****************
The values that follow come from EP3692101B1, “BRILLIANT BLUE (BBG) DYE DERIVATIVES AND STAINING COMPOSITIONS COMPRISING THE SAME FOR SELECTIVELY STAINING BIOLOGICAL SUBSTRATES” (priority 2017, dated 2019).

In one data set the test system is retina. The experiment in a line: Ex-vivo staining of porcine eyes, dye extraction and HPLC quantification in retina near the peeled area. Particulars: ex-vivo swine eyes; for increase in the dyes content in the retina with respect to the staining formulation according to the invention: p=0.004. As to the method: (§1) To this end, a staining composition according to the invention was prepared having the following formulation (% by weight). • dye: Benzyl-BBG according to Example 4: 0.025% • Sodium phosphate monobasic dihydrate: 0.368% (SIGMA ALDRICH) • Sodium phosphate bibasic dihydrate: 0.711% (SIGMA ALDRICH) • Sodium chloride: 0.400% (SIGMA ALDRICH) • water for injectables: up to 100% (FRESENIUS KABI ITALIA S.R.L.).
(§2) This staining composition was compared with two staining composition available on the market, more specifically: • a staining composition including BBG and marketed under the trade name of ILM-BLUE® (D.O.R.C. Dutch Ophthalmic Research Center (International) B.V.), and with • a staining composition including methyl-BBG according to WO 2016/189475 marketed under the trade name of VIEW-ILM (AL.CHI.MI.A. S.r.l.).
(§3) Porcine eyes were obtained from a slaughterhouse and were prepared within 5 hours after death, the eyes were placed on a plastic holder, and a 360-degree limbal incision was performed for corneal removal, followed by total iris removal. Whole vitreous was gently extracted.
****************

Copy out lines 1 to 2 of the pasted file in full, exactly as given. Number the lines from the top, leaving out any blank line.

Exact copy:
The values that follow come from EP3692101B1, “BRILLIANT BLUE (BBG) DYE DERIVATIVES AND STAINING COMPOSITIONS COMPRISING THE SAME FOR SELECTIVELY STAINING BIOLOGICAL SUBSTRATES” (priority 2017, dated 2019).

In one data set the test system is retina. The experiment in a line: Ex-vivo staining of porcine eyes, dye extraction and HPLC quantification in retina near the peeled area. Particulars: ex-vivo swine eyes; for increase in the dyes content in the retina with respect to the staining formulation according to the invention: p=0.004. As to the method: (§1) To this end, a staining composition according to the invention was prepared having the following formulation (% by weight). • dye: Benzyl-BBG according to Example 4: 0.025% • Sodium phosphate monobasic dihydrate: 0.368% (SIGMA ALDRICH) • Sodium phosphate bibasic dihydrate: 0.711% (SIGMA ALDRICH) • Sodium chloride: 0.400% (SIGMA ALDRICH) • water for injectables: up to 100% (FRESENIUS KABI ITALIA S.R.L.).